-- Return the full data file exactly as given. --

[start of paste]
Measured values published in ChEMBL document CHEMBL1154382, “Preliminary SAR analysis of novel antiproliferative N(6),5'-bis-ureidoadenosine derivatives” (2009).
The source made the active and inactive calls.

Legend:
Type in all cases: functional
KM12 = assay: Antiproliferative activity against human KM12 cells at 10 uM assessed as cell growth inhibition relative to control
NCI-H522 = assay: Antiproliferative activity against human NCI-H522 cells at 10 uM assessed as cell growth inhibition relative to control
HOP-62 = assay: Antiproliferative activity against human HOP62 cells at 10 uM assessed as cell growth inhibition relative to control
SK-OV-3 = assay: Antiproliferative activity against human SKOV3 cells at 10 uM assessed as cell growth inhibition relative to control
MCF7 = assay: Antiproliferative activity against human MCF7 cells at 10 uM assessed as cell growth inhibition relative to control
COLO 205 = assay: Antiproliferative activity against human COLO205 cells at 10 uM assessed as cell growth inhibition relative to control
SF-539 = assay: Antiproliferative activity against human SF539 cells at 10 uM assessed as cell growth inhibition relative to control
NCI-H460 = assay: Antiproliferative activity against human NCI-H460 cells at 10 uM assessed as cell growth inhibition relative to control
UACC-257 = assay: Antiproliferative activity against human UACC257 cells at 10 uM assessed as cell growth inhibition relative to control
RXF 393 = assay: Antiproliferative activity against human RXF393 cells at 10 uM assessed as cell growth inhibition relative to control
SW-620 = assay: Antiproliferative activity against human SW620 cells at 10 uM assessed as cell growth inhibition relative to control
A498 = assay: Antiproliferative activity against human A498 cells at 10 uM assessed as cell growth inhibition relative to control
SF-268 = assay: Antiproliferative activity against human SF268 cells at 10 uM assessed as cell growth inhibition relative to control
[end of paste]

Measured values published in ChEMBL document CHEMBL1154382, “Preliminary SAR analysis of novel antiproliferative N(6),5'-bis-ureidoadenosine derivatives” (2009).
The source made the active and inactive calls.

Legend:
Type in all cases: functional
KM12 = assay: Antiproliferative activity against human KM12 cells at 10 uM assessed as cell growth inhibition relative to control
NCI-H522 = assay: Antiproliferative activity against human NCI-H522 cells at 10 uM assessed as cell growth inhibition relative to control
HOP-62 = assay: Antiproliferative activity against human HOP62 cells at 10 uM assessed as cell growth inhibition relative to control
SK-OV-3 = assay: Antiproliferative activity against human SKOV3 cells at 10 uM assessed as cell growth inhibition relative to control
MCF7 = assay: Antiproliferative activity against human MCF7 cells at 10 uM assessed as cell growth inhibition relative to control
COLO 205 = assay: Antiproliferative activity against human COLO205 cells at 10 uM assessed as cell growth inhibition relative to control
SF-539 = assay: Antiproliferative activity against human SF539 cells at 10 uM assessed as cell growth inhibition relative to control
NCI-H460 = assay: Antiproliferative activity against human NCI-H460 cells at 10 uM assessed as cell growth inhibition relative to control
UACC-257 = assay: Antiproliferative activity against human UACC257 cells at 10 uM assessed as cell growth inhibition relative to control
RXF 393 = assay: Antiproliferative activity against human RXF393 cells at 10 uM assessed as cell growth inhibition relative to control
SW-620 = assay: Antiproliferative activity against human SW620 cells at 10 uM assessed as cell growth inhibition relative to control
A498 = assay: Antiproliferative activity against human A498 cells at 10 uM assessed as cell growth inhibition relative to control
SF-268 = assay: Antiproliferative activity against human SF268 cells at 10 uM assessed as cell growth inhibition relative to control